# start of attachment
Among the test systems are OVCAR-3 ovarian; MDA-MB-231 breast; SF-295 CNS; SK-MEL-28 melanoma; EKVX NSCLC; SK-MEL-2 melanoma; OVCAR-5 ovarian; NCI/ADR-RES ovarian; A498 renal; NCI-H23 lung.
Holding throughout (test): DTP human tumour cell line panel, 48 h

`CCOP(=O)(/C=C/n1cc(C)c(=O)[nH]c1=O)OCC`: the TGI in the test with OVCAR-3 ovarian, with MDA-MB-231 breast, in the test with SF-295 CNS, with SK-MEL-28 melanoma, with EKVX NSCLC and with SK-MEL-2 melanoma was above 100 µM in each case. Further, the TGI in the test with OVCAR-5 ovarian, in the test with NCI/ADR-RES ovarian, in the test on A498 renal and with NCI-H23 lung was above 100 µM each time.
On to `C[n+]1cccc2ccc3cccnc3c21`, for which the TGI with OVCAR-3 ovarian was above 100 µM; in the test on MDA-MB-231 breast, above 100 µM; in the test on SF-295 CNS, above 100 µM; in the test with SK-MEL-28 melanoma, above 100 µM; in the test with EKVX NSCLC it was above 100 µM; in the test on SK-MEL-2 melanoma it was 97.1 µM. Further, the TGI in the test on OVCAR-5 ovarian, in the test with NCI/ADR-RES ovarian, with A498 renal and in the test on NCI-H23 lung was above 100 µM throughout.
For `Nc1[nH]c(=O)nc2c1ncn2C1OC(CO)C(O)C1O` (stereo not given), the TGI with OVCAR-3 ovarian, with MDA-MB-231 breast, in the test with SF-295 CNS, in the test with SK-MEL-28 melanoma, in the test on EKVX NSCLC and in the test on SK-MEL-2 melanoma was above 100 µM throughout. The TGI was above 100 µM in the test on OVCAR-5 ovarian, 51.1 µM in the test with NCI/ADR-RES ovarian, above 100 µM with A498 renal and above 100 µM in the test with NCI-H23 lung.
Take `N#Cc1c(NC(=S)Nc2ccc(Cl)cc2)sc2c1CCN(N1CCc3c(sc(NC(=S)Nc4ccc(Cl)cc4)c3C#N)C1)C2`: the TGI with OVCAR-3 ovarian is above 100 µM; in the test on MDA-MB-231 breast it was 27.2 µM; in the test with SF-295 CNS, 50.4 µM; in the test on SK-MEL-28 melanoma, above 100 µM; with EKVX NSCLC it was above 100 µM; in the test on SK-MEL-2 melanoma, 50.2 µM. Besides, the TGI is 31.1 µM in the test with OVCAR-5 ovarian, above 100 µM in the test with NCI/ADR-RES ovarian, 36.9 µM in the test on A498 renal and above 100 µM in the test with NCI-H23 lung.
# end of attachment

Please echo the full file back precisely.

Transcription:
Among the test systems are OVCAR-3 ovarian; MDA-MB-231 breast; SF-295 CNS; SK-MEL-28 melanoma; EKVX NSCLC; SK-MEL-2 melanoma; OVCAR-5 ovarian; NCI/ADR-RES ovarian; A498 renal; NCI-H23 lung.
Holding throughout (test): DTP human tumour cell line panel, 48 h

`CCOP(=O)(/C=C/n1cc(C)c(=O)[nH]c1=O)OCC`: the TGI in the test with OVCAR-3 ovarian, with MDA-MB-231 breast, in the test with SF-295 CNS, with SK-MEL-28 melanoma, with EKVX NSCLC and with SK-MEL-2 melanoma was above 100 µM in each case. Further, the TGI in the test with OVCAR-5 ovarian, in the test with NCI/ADR-RES ovarian, in the test on A498 renal and with NCI-H23 lung was above 100 µM each time.
On to `C[n+]1cccc2ccc3cccnc3c21`, for which the TGI with OVCAR-3 ovarian was above 100 µM; in the test on MDA-MB-231 breast, above 100 µM; in the test on SF-295 CNS, above 100 µM; in the test with SK-MEL-28 melanoma, above 100 µM; in the test with EKVX NSCLC it was above 100 µM; in the test on SK-MEL-2 melanoma it was 97.1 µM. Further, the TGI in the test on OVCAR-5 ovarian, in the test with NCI/ADR-RES ovarian, with A498 renal and in the test on NCI-H23 lung was above 100 µM throughout.
For `Nc1[nH]c(=O)nc2c1ncn2C1OC(CO)C(O)C1O` (stereo not given), the TGI with OVCAR-3 ovarian, with MDA-MB-231 breast, in the test with SF-295 CNS, in the test with SK-MEL-28 melanoma, in the test on EKVX NSCLC and in the test on SK-MEL-2 melanoma was above 100 µM throughout. The TGI was above 100 µM in the test on OVCAR-5 ovarian, 51.1 µM in the test with NCI/ADR-RES ovarian, above 100 µM with A498 renal and above 100 µM in the test with NCI-H23 lung.
Take `N#Cc1c(NC(=S)Nc2ccc(Cl)cc2)sc2c1CCN(N1CCc3c(sc(NC(=S)Nc4ccc(Cl)cc4)c3C#N)C1)C2`: the TGI with OVCAR-3 ovarian is above 100 µM; in the test on MDA-MB-231 breast it was 27.2 µM; in the test with SF-295 CNS, 50.4 µM; in the test on SK-MEL-28 melanoma, above 100 µM; with EKVX NSCLC it was above 100 µM; in the test on SK-MEL-2 melanoma, 50.2 µM. Besides, the TGI is 31.1 µM in the test with OVCAR-5 ovarian, above 100 µM in the test with NCI/ADR-RES ovarian, 36.9 µM in the test on A498 renal and above 100 µM in the test with NCI-H23 lung.